Karen Sudu, Gleaner Writer
JUAN DE BOLAS, St Catherine:EIGHTY-YEAR-OLD Herbert Johnson is one of the most loved senior citizens in the small rustic St Catherine community of Juan De Bolas.
His calm demeanour and pleasant personality have won him the admiration and respect of not only his colleagues, but also many of the young people in the community.
"Mr Johnson is a nice person, courteous, always tries to help people in the community and is very encouraging," 50-year-old Sylvan Chambers shared with The Gleaner.
To Everton Thomas, a 42-year-old farmer who grew up with his grandmother and aunt, Johnson was like a father.
"From I was born, I never hear anything bad about Mr Johnson. He is my godfather and he used to give me food, money and help to send me to school. He is a very nice man," said Thomas.
Godfather for many
In fact, Johnson has no biological children, however, over the years, he has been more than a godfather for many.
"He is my nine-year-old daughter's godfather, but he treats her like a father, helps to buy her books and so on," noted Chambers.
The soft-spoken senior grew up with six brothers and four sisters. However, most of his siblings migrated to England and the United States of America after they completed their primary education at the then Juan De Bolas Elementary School. But he chose to remain here and take care of his parents.
"It wasn't the will of the Lord for me to go, so I stayed on with my parents until they passed on. My mother in 1977, at the age of 72 and my father died in 1995, he was 98," he told The Gleaner.
While a student, the octogenarian harboured thoughts of become a shoemaker, but that dream was short lived.
"I was in a district name Camperdown learning shoe making and my eldest brother came and told me that one of my other brother gone to the (United) States on farm work, and that he would be going to England, so I came back down to Juan De Bolas and I never went back to finish learning the trade, but I could make my own shoes," he said proudly.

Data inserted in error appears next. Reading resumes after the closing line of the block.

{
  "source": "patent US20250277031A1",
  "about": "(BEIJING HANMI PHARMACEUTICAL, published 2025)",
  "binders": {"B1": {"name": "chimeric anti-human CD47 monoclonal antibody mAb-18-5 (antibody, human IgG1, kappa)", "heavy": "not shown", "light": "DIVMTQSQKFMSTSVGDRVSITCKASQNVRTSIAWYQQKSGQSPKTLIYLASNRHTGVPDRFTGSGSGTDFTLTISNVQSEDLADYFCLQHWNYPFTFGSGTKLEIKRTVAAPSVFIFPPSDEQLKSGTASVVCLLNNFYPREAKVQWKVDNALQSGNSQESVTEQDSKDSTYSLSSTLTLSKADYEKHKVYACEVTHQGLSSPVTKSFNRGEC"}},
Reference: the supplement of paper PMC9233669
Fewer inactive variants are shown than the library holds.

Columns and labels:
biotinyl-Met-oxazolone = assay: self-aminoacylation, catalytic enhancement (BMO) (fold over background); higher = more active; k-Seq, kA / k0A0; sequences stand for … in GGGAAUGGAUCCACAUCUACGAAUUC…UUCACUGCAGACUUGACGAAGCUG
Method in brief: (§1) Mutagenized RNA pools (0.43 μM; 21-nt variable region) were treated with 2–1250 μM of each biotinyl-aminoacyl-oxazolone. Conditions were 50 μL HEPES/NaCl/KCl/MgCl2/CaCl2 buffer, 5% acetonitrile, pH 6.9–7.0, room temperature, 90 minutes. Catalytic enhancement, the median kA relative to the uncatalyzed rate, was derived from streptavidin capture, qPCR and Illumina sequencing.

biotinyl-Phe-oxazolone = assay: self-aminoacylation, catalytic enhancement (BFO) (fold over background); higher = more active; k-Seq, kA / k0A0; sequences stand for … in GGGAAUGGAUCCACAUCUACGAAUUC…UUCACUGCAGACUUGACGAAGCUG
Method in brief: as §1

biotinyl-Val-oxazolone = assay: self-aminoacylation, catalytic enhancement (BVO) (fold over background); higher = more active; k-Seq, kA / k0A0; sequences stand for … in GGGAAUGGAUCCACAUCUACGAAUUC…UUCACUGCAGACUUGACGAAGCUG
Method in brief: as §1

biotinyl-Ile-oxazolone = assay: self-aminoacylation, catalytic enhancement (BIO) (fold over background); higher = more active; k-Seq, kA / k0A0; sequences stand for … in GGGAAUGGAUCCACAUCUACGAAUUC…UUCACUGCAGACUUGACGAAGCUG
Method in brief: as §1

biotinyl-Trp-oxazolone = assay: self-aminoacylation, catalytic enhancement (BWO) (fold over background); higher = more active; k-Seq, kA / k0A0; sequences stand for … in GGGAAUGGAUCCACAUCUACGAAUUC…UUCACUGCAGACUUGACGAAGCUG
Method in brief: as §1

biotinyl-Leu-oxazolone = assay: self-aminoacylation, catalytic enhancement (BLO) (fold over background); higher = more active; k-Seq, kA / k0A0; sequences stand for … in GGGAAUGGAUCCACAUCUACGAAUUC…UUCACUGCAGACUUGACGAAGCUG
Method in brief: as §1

Like his parents, Johnson ventured into farming, cultivating a variety of crops, primarily sugar cane, which he sold to Worthy Park Estate.
Passionate about tilling the soil, Johnson was an active member of the Juan De Bolas branch of the Jamaica Agricultural Society.
In 1974, the humble deacon of Juan De Bolas New Testament Church of God tied the knot with Linda Brown who he met through church activities in Spanish Town.
"I didn't really marry him with the intention to stay up here so long," his wife said laughing. "I wanted to go back to Spanish Town or somewhere else, but after his mother died and his father was a bit down and he decided that he wouldn't leave him, I decided to stay and help him take care of him until he passed on," the Portlander explained.
Nowadays, Johnson is not able to farm on a large scale like when he was younger, but he still cultivates crops such as banana, plantain, sugar cane and coffee.
Thankful for life and the opportunity to make others happy, the easy going senior said his only wish is to see Jamaicans uniting, as they used to in days gone by.
"When we were growing up, people were so loving to each other, both the old and the young were loving and cooperative. Anything one doing, everyone would join together and help, but not so now. I wish those days would come back," he said, as he reaped coffee from his farm.